Sen. Bob Menendez (D-N.J.) was indicted Friday on allegations that he and his wife accepted bribes from a group of New Jersey businessmen on behalf of interests in Egypt, totaling over $600,000.
Prosecutors allege the senator and his wife accepted cash, gold bars and a luxury car in return for assisting the businessmen. The FBI found nearly $500,000 in cash and more than $100,000 in gold at Menendez’s home in a raid last year, allegedly payment for the bribes.
The senator stepped down from his seat as chair of the Senate Foreign Relations Committee late Friday.
These are the specific charges that Menendez and his wife, Nadine Arslanian, face:
Conspiracy to Commit Bribery
The bribery charge, brought against Menendez, his wife and the three New Jersey businessmen, alleges that the group conspired to pay Menendez in exchange for political favors.
According to prosecutors, Menendez “directly and indirectly, would and did corruptly demand, seek, receive, accept, and agree to receive and accept something of value personally and for another person and entity, in return for being influenced in the performance of an official act and for being induced to do an act and omit to do an act in violation of his official duty.”
Specifically, prosecutors allege that the group met multiple times, communicated frequently — often via text through Arslanian — and the businessmen made multiple payments to Menendez and his wife.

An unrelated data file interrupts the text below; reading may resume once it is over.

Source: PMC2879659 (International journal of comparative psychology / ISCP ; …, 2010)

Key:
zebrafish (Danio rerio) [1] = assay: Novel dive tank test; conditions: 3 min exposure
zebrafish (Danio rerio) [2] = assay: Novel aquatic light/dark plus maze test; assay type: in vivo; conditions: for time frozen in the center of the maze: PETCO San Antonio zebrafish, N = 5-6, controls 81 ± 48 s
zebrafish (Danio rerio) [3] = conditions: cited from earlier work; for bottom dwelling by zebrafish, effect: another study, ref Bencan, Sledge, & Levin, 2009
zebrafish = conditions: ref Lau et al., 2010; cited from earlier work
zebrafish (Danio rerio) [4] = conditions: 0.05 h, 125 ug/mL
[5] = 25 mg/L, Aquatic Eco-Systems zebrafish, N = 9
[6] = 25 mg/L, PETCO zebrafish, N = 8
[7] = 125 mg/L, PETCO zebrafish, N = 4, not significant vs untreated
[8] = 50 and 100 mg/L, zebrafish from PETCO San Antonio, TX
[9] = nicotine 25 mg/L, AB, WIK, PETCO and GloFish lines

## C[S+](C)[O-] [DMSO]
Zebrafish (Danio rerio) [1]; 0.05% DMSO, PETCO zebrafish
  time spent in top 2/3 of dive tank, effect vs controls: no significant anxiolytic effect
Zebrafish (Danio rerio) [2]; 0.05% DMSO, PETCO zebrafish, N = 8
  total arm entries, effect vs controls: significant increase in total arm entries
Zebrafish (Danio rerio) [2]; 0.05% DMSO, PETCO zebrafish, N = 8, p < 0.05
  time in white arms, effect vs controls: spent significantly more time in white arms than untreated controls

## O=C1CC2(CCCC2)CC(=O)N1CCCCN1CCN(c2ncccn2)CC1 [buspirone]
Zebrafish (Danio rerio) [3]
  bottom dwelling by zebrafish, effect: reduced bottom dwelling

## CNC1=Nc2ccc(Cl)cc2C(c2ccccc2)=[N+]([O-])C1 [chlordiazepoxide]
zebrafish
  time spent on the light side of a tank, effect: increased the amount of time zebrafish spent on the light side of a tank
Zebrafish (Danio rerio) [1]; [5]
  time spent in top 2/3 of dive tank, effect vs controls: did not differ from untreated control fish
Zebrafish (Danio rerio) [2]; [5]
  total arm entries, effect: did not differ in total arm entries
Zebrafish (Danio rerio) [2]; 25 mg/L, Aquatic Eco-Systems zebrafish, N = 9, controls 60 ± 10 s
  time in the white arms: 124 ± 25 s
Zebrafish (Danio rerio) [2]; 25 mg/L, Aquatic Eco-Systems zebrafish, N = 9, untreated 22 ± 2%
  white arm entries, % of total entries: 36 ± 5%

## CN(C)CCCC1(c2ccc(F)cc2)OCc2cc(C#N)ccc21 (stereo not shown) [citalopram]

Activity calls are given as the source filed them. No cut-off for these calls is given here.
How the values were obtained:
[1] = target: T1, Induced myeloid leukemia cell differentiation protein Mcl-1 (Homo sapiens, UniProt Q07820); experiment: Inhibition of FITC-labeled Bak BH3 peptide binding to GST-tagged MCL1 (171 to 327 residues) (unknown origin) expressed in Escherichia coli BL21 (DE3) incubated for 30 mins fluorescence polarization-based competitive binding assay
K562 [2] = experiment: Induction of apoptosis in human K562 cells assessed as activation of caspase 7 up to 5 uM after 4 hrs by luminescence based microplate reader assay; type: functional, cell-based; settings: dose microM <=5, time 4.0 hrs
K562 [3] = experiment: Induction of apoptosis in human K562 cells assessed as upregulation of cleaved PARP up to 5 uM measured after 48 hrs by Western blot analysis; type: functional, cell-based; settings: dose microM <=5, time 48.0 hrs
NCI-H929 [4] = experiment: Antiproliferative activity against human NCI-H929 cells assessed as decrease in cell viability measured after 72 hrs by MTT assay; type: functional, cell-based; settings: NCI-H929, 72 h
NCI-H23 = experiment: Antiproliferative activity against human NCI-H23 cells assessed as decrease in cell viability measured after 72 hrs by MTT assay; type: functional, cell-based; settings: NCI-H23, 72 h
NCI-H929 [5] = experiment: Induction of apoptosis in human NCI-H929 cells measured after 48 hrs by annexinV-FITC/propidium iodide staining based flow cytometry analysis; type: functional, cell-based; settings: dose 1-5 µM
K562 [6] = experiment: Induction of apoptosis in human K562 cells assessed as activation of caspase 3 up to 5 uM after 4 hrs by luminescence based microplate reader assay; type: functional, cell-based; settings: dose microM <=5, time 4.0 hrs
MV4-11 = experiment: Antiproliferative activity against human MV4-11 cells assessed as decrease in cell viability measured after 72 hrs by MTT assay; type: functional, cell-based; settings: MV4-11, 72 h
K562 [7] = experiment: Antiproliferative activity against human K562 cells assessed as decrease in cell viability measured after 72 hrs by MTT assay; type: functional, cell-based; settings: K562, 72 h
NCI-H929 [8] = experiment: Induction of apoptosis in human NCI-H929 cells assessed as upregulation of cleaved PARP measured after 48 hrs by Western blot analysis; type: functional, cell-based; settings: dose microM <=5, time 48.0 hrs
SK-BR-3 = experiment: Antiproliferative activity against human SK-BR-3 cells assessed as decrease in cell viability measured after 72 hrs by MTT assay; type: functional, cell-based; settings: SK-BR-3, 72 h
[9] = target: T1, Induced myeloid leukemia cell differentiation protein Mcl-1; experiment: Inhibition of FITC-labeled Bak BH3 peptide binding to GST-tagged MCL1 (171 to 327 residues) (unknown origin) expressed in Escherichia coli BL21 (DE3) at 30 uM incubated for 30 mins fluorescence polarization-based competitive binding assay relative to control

According to the indictment, Menendez pressured New Jersey prosecutors in an effort to disrupt the prosecutions of multiple federal and state criminal cases.
He also allegedly took bribes from interests in Egypt, and in exchange advocated for issues important to Egypt in Congress. That includes pressuring the State Department to encourage the construction of a dam considered important to Egyptian interests and advocating on behalf of the Egyptian military in encouraging U.S. arms deals.
According to the indictment, Menendez set up a fraudulent business — Strategic International Business Consultants, LLC — to facilitate the bribes, prosecutors allege, as well as used his influence to protect a business monopoly of a second business related to Egyptian interests and the businessmen.
Conspiracy to Commit Honest Services Fraud
This charge involves the same claims as the bribery charge, but is separate as it relates to the abuse of Menendez’s position as a politician, and therefore a public servant.
All five defendants were charged with conspiracy to commit honest services fraud.
Conspiracy to Commit Extortion Under Color of Official Right
The extortion charge was only brought against Menendez and his wife, relating to their actions in return for receiving the alleged bribes. Specifically, it relates to the alleged pressure they put on federal and state prosecutors to drop or slow criminal cases that interested them.
New Jersey Attorney General Matt Platkin denounced Menendez’s alleged attempts to influence his office in a statement Friday.
“The allegations are deeply disturbing to me and my office, and we are already in the process of reviewing the concerns raised by the indictment,” he said. “It is a privilege to hold public office in service to the people one represents. Any individual who uses their public office to enrich themselves rather than selflessly serve the public does so at great cost to the public and to all public servants.”
In addition to criminal charges, prosecutors filed a forfeiture claim seeking to keep the money and other gifts allegedly paid to the senator as a bribe.
In total, it includes the couple’s home, paid for by bribes via a mortgage, according to prosecutors, as well as a luxury Mercedes given to Arslanian.
Prosecutors also seek to keep about $550,000 in cash and over $150,000 in gold seized from FBI raids on Menendez’s properties.